A Visual Record of Artifacts from the Peabody Museum of Archaeology and Ethnology, Harvard University

By Baker, David | School Arts, October 1990 | Go to article overview

A Visual Record of Artifacts from the Peabody Museum of Archaeology and Ethnology, Harvard University


Baker, David, School Arts


A Visual Record of Artifacts from the Peabody Museum of Archaeology and Ethnology, Harvard University, is now available on color microfiche. It provides art teachers with an exceptional resource of images from many cultures heretofore ignored or poorly represented in art curricula. This new color microfiche collection provides the first access to extensive holdings of the Peabody Museum. It shows 600 items carefully selected to reflect the museum's concentration on Native American as well as Pre-Columbian, African, Asian, Oceanian and European cultures. Some of the museum's most valuable artifacts were collected by scholars before the turn of the century, when anthropology was first emerging as a discipline devoted to interpreting culture.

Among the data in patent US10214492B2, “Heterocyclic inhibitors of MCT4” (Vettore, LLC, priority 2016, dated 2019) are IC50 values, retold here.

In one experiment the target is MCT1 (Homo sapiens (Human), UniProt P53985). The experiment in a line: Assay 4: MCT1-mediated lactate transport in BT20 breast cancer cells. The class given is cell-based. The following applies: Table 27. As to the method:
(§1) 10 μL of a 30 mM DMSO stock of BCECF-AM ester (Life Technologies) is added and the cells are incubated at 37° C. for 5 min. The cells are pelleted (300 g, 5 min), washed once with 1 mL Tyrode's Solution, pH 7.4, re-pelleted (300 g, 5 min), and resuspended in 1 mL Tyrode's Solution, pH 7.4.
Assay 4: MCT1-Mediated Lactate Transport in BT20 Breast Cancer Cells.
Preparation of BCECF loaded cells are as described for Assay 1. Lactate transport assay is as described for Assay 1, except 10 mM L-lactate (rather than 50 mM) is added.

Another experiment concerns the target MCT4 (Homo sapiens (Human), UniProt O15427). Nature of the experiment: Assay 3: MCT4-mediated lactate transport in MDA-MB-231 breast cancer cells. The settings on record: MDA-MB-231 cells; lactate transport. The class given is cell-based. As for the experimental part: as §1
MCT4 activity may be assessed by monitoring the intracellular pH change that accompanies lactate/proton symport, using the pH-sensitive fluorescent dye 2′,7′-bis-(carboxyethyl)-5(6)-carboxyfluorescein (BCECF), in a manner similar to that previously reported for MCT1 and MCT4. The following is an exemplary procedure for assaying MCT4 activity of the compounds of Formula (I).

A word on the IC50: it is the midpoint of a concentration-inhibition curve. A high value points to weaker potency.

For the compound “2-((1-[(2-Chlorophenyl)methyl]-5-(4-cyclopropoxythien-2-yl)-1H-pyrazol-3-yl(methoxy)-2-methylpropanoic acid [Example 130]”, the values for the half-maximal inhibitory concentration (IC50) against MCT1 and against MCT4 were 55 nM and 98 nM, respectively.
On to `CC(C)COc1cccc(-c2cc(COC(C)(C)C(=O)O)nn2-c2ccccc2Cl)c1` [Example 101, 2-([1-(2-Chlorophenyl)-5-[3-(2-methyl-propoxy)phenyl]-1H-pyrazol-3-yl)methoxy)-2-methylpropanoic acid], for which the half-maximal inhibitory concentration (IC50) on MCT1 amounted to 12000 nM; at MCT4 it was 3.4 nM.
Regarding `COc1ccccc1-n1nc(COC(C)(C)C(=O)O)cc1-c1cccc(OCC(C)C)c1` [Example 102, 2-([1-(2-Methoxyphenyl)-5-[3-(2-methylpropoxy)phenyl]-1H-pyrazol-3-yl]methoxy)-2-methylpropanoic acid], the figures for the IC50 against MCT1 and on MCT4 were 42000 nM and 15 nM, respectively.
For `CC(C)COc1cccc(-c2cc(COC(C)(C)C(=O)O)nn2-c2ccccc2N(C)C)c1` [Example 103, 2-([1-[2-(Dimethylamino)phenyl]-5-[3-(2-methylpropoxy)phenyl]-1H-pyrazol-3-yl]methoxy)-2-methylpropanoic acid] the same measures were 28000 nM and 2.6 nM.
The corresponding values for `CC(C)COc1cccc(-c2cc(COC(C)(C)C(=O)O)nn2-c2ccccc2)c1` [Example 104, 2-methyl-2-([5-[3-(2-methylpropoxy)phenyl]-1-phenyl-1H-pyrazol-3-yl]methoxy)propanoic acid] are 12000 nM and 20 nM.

Among the exciting artifacts shown are treasures from the Lewis and Clark collection, such as the Plains hunting shirt with quill ornamentation that one of the explorers wore during the expedition; the famous stone head of a Maize God from the Mayan ruins at Copan; a four-foot feathered headdress made by the Yanana people of Surinam and Brazil; a graceful wooden bowl carved by a Blackfoot artist; a late sixteenth-century cast brass relief plaque from Benin; and a rare helmet mask from the Semale Bundo Society of the Gola of Liberia. …

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